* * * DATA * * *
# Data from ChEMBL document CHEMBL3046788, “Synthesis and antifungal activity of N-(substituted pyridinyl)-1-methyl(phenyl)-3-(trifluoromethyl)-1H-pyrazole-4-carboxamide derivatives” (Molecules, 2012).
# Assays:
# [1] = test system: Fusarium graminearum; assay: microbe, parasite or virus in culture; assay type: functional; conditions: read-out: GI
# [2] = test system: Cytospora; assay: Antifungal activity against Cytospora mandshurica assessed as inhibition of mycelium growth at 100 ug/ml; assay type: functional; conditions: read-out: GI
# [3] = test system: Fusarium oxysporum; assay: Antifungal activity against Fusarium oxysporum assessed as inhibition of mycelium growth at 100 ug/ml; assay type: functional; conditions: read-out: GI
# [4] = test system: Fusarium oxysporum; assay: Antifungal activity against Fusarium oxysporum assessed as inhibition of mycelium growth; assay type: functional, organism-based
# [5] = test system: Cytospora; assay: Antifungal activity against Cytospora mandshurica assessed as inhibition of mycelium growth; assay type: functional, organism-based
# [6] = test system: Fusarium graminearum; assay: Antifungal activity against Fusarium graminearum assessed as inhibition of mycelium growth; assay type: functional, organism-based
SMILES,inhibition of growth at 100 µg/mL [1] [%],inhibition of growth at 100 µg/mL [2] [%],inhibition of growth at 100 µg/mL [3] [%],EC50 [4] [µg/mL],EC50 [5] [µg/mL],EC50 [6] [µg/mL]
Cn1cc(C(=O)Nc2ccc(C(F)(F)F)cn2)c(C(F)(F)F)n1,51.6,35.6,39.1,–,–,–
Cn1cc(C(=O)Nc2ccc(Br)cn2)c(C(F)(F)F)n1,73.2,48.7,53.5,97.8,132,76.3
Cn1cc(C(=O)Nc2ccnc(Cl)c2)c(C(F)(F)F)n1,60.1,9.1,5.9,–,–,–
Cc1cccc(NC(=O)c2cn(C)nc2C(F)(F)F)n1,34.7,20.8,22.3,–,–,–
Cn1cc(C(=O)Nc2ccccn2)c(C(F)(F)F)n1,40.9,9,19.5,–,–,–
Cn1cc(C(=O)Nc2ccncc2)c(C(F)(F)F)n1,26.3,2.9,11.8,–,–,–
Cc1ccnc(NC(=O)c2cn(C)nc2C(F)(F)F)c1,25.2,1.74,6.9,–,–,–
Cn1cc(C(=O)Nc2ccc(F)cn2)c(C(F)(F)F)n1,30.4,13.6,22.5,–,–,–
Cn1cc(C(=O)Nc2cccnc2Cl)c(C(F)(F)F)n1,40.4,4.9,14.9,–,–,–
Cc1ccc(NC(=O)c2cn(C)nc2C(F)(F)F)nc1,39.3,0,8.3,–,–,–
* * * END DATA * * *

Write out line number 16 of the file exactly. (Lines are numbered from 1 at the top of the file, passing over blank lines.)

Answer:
Cc1ccnc(NC(=O)c2cn(C)nc2C(F)(F)F)c1,25.2,1.74,6.9,–,–,–